I couldn't think of a wittier way to say "this game kicks ass," so the title says it all. Bullet Trap is a dual-stick arcade shooter with spot-on retro stylings. Unlike other dual-stick shooters which allow free-roaming, Bullet Trap locks your movement to predefined nodes. It's not a rail shooter, though, as the combat takes place within the confines of one arena at a time. The right analog stick fires bullets while the left stick controls the direction of your shield, which you can lock in place with the left trigger. If all that sounds a bit confusing, it's becaues it is--I had to back out of the game several times to re-read the instructions before I finally got the hang of it. Having the controls accessible from the pause menu would make this game much easier to dive in to.
Instead of absorbing bullets, your shield (and pretty much every solid surface in the game) reflects all incoming fire. Each bullet (there are several types) has a certain number of times it can bounce before dissipating, though the average seems to be three or four bounces. Both your shield and enemy shields are curved, which means both your own and enemy bullets will often be flying at you from just about any imagineable direction. On some levels this actually introduces a bit of a puzzle element, as your goal is to find the right node to "camp out" on, the proper shield position to lock in, and the perfect angle to fire out of your protected "bunker." I love that the single-player mode allows you to restart each level individually instead of restarting the whole thing when you die, but a "gauntlet" mode that allows the player to go as far as possible on only three lives would add a ton of replayability.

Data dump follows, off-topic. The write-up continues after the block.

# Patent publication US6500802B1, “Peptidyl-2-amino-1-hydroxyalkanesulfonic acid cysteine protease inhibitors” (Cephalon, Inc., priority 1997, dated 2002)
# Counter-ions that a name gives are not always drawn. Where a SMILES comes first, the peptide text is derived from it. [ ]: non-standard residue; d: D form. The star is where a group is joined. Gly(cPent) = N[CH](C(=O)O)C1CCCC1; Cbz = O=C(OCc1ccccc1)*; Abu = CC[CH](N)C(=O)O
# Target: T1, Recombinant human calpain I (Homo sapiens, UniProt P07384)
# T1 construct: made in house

There are two multiplayer modes--both coop and deathmatch. Because the game has such a great single-player arcade feel, I had pretty high hopes for the coop mode. Ultimately, the added bullets from a trigger-happy teammate hurt more than help--making the single player actually more fun than the coop. The deathmatch isn't bad, but sliding back and forth along the nodes is a lot more difficult against a "smart" opponent. The graphics, music, and sound effects are flawless for this type of game, and the game plays bug-free. Had it been released in the early 90's as a "real" arcade game, I would've pumped a lot more than ten quarters into Bullet Trap--at only 200 points, this game is definitely worth the points!